When David Humphreys was a young child, his mother said, "You'll either grow up to be a garbage collector or an artist". Over fifty years later, David is a thriving artist that is continually pushing photography and printing to its limit. His early life was surrounded by creativity; family members who were highly musical and talented artists. Growing up, David would always find ways to express his creative energy through art and music. Graduating from Baton Rouge High School in 1969, he was a semi-professional singer traveling with bands all over the South; even opening for entertainer Herbie Hancock. Throughout his time singing and performing, he continued to pursue artwork on the side. For most of his young life, he was strictly focused on painting but neither he or his parents thought that he could rely on his artwork as a profession.
After a few years of working as a performer, David was persuaded to go to LSU by his parents and decided to enroll in the professional draftsmanship program. After receiving his degree, he worked in a professional setting for a couple of years. He found the work unfulfilling and didn't enjoy the structure of a corporate environment, remembering one job where he "...fell asleep at the drafting table". Trying to find his way after losing his job as a draftsman, he bought a used point and shoot camera and went back to playing music to make a living.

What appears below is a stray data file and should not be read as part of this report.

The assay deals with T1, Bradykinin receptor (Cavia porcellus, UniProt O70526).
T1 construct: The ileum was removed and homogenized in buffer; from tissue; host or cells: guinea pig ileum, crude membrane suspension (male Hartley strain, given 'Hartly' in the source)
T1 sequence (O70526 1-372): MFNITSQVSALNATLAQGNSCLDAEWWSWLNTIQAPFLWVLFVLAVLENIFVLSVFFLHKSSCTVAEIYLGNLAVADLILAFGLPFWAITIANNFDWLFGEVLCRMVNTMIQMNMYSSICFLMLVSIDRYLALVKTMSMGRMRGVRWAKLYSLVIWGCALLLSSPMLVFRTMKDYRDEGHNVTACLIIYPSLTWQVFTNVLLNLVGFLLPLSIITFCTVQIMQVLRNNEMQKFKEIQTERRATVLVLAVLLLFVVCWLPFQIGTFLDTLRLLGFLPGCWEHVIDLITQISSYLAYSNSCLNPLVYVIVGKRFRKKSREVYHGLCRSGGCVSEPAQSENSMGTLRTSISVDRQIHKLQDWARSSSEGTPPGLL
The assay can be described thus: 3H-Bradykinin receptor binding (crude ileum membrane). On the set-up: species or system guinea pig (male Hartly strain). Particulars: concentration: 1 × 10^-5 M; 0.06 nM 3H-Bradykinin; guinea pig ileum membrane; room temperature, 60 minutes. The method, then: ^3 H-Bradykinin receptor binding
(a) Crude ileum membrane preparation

He moved to the historic Spanish Town neighborhood in the late 1970's. He quickly fell in love with learning the rules and principles of photography. He attended a few photography classes at LSU but was ultimately unable to afford to finish the degree. To supplement a formal education, he bought tons of books on photography, at the time these were expensive and a big investment for the young artist. He read them cover to cover. He built a darkroom in his bathroom and starting to diligently practice printing.
Some people have labeled Dave as only a photographer, not an artist. People in the art community view David as a fine art printer, commercial photographer and artist, admitting that he's not sure which defines him the most and "is just confused as they are". But in truth, David identifies first and foremost as an artist, "...the camera is just a tool". Throughout Dave's journey as a creative, there has been so much failure but a multitude of successes; "I can't escape the need to create. Every aspect of what I do is done from a creative level, not technical".